Now and then, I come upon a recipe in our La Tavola Italiana that I haven’t made since we were preparing the book for publication, 25 years ago. It’s always a pleasure when it turns out to be every bit as good as we described it. The dish I’ll tell you about today is one of those.
We wanted something Mediterranean-feeling for dinner; seafoody, brothy, and Italian: a zuppa di pesce, in fact. LTI has two recipes for that time-honored dish: one from Sicily – the familiar style that’s made with a strongly tomato-flavored broth – and one from Liguria, in the north, with no tomato at all.
We’d raved about the Ligurian one in the recipe’s headnote, and I wondered, reading back over it, if it could really be that good. Happily, even with all the intervening years of good eating in Italy that I’ve experienced since then, it is. Maybe even better than I knew at the time: a truly lovely dish.
The seafood ingredients for the stew are fairly simple: some boneless fish filets or steaks, a handful of mussels, and a few squid.
I chose the fish for this day’s dinner by what looked freshest in my market. The whole fish above is a branzino – a European sea bass. I had the fishmonger filet it but took home the carcass too. The big filet is flounder.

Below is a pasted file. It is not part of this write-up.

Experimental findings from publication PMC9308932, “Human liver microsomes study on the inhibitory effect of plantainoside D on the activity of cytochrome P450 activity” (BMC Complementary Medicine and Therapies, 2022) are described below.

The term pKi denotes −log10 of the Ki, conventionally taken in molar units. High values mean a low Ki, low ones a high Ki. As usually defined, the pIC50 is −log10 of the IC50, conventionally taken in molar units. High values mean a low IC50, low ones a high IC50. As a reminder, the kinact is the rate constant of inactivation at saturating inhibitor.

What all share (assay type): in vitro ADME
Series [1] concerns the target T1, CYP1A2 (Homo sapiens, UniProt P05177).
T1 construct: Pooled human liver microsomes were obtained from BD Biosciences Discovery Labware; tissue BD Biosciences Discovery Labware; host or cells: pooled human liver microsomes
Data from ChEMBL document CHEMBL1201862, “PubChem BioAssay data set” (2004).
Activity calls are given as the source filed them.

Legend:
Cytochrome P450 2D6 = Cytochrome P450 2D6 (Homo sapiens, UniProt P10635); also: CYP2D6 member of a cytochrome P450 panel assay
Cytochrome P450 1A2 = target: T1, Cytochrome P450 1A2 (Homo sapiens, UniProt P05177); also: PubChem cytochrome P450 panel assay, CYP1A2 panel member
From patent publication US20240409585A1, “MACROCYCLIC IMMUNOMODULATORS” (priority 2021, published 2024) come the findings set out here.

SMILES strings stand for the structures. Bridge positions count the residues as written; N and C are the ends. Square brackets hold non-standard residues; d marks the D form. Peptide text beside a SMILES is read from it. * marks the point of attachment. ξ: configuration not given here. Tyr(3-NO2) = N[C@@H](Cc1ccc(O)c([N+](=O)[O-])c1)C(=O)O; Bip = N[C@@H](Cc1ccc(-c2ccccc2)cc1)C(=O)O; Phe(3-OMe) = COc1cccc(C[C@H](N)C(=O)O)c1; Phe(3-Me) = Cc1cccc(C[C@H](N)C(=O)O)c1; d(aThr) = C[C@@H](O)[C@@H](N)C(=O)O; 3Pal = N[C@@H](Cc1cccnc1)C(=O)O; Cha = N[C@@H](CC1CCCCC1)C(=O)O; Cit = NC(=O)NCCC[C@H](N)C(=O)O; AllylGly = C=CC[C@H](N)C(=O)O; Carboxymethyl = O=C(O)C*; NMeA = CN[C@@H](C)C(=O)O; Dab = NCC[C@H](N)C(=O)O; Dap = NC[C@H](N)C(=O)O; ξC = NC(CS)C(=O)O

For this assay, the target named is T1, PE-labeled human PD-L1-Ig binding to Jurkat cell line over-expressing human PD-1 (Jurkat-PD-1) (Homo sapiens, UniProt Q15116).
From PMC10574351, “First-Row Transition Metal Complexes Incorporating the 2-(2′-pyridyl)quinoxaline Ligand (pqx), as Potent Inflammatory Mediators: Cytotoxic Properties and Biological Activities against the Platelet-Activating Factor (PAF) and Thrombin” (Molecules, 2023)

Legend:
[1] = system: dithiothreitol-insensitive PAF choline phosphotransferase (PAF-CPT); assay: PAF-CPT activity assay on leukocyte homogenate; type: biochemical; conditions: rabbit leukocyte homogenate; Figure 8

I started by making the stock, using the chopped-up branzino carcass, celery, onion, carrot, and a pint of mixed seafood broth from my freezer (saved from previous fish cookings). I steamed open the mussels and added their cooking liquid to the broth. My trusty knife man then cut the filet into biggish pieces and the squid into rings; chopped a heart of Romaine lettuce, some leek, and a big anchovy filet.
I briefly sauteed the squid in olive oil; stirred in the leek, lettuce, a piece of bay leaf, and some thyme; and cooked all that gently for 20 minutes. Turned up the heat, added white wine, and stirred to evaporate it. It looked appetizing already.
The pieces of fish and the chopped anchovy went in next. A brief sauté, and I added the stock, stirred to deglaze the pan, and simmered the fish 10 minutes. The mussels went in for another 2 minutes. The final touch was a lacing of garlic-perfumed olive oil.
Then it was just to put some slices of toasted country bread in the bottom of two bowls and pour in the stew.
It was indeed wonderful. It had something quintessentially seaside-of-Italy about it: a subtly blended, hard-to-describe flavor – one I almost never find in the fish stews I’ve had in this country. The flounder, unfortunately, hadn’t been the best choice. Though pleasant, it was too lean and didn’t provide enough of a contrast with the branzino. Something gelatinous, like monkfish or scallops, would have been more interesting.
Still, the dish was lush and rich, and just the smell of it did the Proustian trick of taking us back in memory to sun-washed terraces overlooking a quay full of fisherman’s skiffs and beyond them the blue Mediterranean. Hard to fault a recipe like that, especially in the middle of a bitter-cold New York winter. Another bowl of escapism, please!